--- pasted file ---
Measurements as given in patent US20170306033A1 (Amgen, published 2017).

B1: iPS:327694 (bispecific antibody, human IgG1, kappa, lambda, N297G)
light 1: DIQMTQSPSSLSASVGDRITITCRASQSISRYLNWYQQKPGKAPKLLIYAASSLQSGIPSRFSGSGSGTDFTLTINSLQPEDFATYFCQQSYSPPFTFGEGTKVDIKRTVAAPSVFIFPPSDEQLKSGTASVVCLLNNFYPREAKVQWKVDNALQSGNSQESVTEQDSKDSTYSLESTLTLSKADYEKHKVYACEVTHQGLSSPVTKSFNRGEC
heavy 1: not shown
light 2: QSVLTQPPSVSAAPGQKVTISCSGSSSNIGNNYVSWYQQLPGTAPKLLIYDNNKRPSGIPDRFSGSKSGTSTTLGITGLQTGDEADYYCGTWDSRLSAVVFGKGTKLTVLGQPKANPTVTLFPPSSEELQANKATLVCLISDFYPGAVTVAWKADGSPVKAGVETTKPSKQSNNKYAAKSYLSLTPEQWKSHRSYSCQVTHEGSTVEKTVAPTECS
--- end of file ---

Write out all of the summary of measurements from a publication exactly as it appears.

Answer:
Measurements as given in patent US20170306033A1 (Amgen, published 2017).

B1: iPS:327694 (bispecific antibody, human IgG1, kappa, lambda, N297G)
light 1: DIQMTQSPSSLSASVGDRITITCRASQSISRYLNWYQQKPGKAPKLLIYAASSLQSGIPSRFSGSGSGTDFTLTINSLQPEDFATYFCQQSYSPPFTFGEGTKVDIKRTVAAPSVFIFPPSDEQLKSGTASVVCLLNNFYPREAKVQWKVDNALQSGNSQESVTEQDSKDSTYSLESTLTLSKADYEKHKVYACEVTHQGLSSPVTKSFNRGEC
heavy 1: not shown
light 2: QSVLTQPPSVSAAPGQKVTISCSGSSSNIGNNYVSWYQQLPGTAPKLLIYDNNKRPSGIPDRFSGSKSGTSTTLGITGLQTGDEADYYCGTWDSRLSAVVFGKGTKLTVLGQPKANPTVTLFPPSSEELQANKATLVCLISDFYPGAVTVAWKADGSPVKAGVETTKPSKQSNNKYAAKSYLSLTPEQWKSHRSYSCQVTHEGSTVEKTVAPTECS